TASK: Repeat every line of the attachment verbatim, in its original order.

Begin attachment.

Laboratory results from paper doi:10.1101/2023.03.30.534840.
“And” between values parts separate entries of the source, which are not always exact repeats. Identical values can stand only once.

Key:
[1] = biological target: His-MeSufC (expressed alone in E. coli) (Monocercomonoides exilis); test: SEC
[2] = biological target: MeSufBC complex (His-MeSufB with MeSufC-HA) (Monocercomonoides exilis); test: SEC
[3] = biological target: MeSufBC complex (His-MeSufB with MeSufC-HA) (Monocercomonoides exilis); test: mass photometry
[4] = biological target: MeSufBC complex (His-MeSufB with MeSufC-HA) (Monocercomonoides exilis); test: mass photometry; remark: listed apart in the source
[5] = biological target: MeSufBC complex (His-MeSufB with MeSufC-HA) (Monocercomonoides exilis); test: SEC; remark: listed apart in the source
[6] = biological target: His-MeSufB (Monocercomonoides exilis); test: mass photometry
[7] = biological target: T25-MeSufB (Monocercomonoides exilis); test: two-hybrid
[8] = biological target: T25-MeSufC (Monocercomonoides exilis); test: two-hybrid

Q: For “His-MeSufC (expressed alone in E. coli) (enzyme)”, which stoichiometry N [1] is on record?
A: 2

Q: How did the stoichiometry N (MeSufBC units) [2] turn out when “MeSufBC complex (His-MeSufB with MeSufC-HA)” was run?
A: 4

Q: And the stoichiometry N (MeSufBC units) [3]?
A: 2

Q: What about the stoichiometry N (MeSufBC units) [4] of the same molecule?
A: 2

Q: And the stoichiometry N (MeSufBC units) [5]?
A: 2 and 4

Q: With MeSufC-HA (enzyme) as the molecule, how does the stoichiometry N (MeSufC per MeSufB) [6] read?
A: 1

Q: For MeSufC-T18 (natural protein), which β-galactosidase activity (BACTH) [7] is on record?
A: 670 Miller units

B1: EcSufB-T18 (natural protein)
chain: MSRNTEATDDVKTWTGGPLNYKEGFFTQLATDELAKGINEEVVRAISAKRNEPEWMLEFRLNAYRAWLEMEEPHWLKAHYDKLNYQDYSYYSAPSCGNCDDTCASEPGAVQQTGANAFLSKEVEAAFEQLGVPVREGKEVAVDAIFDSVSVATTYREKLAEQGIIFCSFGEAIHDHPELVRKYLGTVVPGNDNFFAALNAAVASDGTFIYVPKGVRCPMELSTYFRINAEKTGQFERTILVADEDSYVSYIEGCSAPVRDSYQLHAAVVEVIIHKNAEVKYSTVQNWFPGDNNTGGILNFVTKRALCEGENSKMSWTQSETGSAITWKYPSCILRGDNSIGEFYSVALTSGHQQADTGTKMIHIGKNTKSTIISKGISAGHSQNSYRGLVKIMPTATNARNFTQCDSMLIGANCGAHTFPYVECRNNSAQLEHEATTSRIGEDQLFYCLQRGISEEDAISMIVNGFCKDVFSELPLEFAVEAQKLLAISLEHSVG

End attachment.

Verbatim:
Laboratory results from paper doi:10.1101/2023.03.30.534840.
“And” between values parts separate entries of the source, which are not always exact repeats. Identical values can stand only once.

Key:
[1] = biological target: His-MeSufC (expressed alone in E. coli) (Monocercomonoides exilis); test: SEC
[2] = biological target: MeSufBC complex (His-MeSufB with MeSufC-HA) (Monocercomonoides exilis); test: SEC
[3] = biological target: MeSufBC complex (His-MeSufB with MeSufC-HA) (Monocercomonoides exilis); test: mass photometry
[4] = biological target: MeSufBC complex (His-MeSufB with MeSufC-HA) (Monocercomonoides exilis); test: mass photometry; remark: listed apart in the source
[5] = biological target: MeSufBC complex (His-MeSufB with MeSufC-HA) (Monocercomonoides exilis); test: SEC; remark: listed apart in the source
[6] = biological target: His-MeSufB (Monocercomonoides exilis); test: mass photometry
[7] = biological target: T25-MeSufB (Monocercomonoides exilis); test: two-hybrid
[8] = biological target: T25-MeSufC (Monocercomonoides exilis); test: two-hybrid

Q: For “His-MeSufC (expressed alone in E. coli) (enzyme)”, which stoichiometry N [1] is on record?
A: 2

Q: How did the stoichiometry N (MeSufBC units) [2] turn out when “MeSufBC complex (His-MeSufB with MeSufC-HA)” was run?
A: 4

Q: And the stoichiometry N (MeSufBC units) [3]?
A: 2

Q: What about the stoichiometry N (MeSufBC units) [4] of the same molecule?
A: 2

Q: And the stoichiometry N (MeSufBC units) [5]?
A: 2 and 4

Q: With MeSufC-HA (enzyme) as the molecule, how does the stoichiometry N (MeSufC per MeSufB) [6] read?
A: 1

Q: For MeSufC-T18 (natural protein), which β-galactosidase activity (BACTH) [7] is on record?
A: 670 Miller units

B1: EcSufB-T18 (natural protein)
chain: MSRNTEATDDVKTWTGGPLNYKEGFFTQLATDELAKGINEEVVRAISAKRNEPEWMLEFRLNAYRAWLEMEEPHWLKAHYDKLNYQDYSYYSAPSCGNCDDTCASEPGAVQQTGANAFLSKEVEAAFEQLGVPVREGKEVAVDAIFDSVSVATTYREKLAEQGIIFCSFGEAIHDHPELVRKYLGTVVPGNDNFFAALNAAVASDGTFIYVPKGVRCPMELSTYFRINAEKTGQFERTILVADEDSYVSYIEGCSAPVRDSYQLHAAVVEVIIHKNAEVKYSTVQNWFPGDNNTGGILNFVTKRALCEGENSKMSWTQSETGSAITWKYPSCILRGDNSIGEFYSVALTSGHQQADTGTKMIHIGKNTKSTIISKGISAGHSQNSYRGLVKIMPTATNARNFTQCDSMLIGANCGAHTFPYVECRNNSAQLEHEATTSRIGEDQLFYCLQRGISEEDAISMIVNGFCKDVFSELPLEFAVEAQKLLAISLEHSVG